One of the most challenging aspects of operating a boat is docking. Georgia, South Carolina, and North Carolina have exceptional amounts of freshwater and saltwater boating opportunities between the coastline, lakes, and rivers. Boaters are faced with difficult docking situations daily. Use these five tips when docking in strong currents. 

What Causes Strong Currents

In Georgia, South Carolina, and North Carolina, currents are primarily caused by the change in the tide; therefore, boaters only face challenges in saltwater. However, rivers are similarly associated. 

A significant amount of water moves with changing tides, whether the flow is flooding into the marshes or out to sea. As a result, stiff currents are present at marinas and boat docks.

Plan Your Approach 

Formulate a plan of approach in your head before maneuvering the vessel close to the dock. Consider the wind and current direction, and obstacles faced such as boats, and where the watercraft needs to be positioned on the dock.

Having a game plan will make the task far less daunting. Remember, you can always abort the approach and line up for a second attempt. 

Prepare The Fenders And Lines

We see it time and time again. The boat operator comes within a foot of the dock only to realize the fenders are not deployed and the lines are not prepared.

Always have the necessary gear associated with docking on the deck of the vessel. Place the lines through the cleats and secure the fenders to put in place when required. Lastly, if you’re alone have a boat pole accesible to grab the dock.

Drive The Bow Into The Current

While currents make docking challenging, the current should be used to your advantage.

The bow should be moving against the current with driving front forward to a boat dock. Slow forward motion will allow maximum control of the vessel. 

With the motor in gear driving ahead, angle the bow slightly towards the dock. The combination of current and steerage will guide you slowly into the slip.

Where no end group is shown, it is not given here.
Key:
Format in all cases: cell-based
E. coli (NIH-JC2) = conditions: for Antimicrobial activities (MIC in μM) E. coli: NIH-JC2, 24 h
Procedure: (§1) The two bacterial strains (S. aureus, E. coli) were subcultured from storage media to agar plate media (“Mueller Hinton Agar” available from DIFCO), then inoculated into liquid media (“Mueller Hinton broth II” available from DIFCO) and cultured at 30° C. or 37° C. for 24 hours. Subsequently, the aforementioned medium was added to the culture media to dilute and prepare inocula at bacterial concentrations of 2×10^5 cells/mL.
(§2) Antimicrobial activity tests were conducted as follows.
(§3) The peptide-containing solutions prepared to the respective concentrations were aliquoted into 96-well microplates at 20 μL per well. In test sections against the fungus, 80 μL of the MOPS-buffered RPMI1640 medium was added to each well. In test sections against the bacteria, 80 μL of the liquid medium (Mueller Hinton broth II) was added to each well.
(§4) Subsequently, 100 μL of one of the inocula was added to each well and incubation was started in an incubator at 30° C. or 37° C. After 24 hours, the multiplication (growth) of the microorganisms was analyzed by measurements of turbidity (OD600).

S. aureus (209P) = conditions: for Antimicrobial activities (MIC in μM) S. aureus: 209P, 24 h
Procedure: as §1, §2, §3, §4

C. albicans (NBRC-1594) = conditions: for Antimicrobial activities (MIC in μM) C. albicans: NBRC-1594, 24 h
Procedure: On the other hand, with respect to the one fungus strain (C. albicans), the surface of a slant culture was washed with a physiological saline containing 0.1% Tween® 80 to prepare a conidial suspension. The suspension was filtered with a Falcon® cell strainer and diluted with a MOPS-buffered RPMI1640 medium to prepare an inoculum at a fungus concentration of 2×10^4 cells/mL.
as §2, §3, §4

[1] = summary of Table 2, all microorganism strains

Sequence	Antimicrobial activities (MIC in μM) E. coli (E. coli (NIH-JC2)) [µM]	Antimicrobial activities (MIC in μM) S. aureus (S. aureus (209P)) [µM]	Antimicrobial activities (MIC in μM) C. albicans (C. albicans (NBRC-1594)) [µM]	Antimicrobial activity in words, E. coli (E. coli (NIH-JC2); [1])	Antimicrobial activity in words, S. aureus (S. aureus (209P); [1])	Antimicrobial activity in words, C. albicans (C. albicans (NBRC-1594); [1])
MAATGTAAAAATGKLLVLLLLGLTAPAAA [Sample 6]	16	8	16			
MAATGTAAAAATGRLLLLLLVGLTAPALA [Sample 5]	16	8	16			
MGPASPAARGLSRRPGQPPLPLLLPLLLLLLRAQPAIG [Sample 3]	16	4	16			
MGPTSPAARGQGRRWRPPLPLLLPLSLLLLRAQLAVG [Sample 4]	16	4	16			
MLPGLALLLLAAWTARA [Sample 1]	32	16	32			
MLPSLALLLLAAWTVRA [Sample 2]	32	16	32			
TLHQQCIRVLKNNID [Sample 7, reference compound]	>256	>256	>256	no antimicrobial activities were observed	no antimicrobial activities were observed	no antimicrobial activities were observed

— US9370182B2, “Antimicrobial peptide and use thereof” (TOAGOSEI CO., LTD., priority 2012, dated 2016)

When the current is on the stern and the boat is in a forward motion with water flow, the combination of the two will render the vessel uncontrollable. 

Utilize The Passengers Aboard The Boat

Unless you are operating the vessel alone, use the help of the passengers onboard. Your guests and family members can assist with setting up the lines and fenders in addition to tieing the boat off once you come alongside.

The operator must focus solely on maneuvering the boat while allowing others to assist in other ways. The driver is responsible for the passenger’s and the watercraft’s wellbeing and should not be distracted by other responsibilities. 

Never Rush The Process

Rushing to get the boat to the dock is a bad idea. A hurried up approach can lead to disastrous circumstances. 

When it comes to docking, slow and steady wins the race. The vessel will remain under control with slow, calculated maneuvers and will bring safety to the dock time after time. 

In the event, you get out out of position and cannot leave the confined dockage area without touching the dock or another boat, do nothing. Allow the boat to drift into another vessel or the dock without applying throttle. The situation and damage become worse when the watercraft is accelerated. 

Are You Ready For Docking In Strong Currents

Utilizing these five steps will help make your docking experience less nerve-wracking. Even more so, the more times you perform docking, the more comfortable you will feel. A boaters education course can be helpful. The process is simple, but strong currents cause a wrinkle what would be a standard approach. However, another option rather than facing current is to wait until slack high or low tide when the water ceases motion.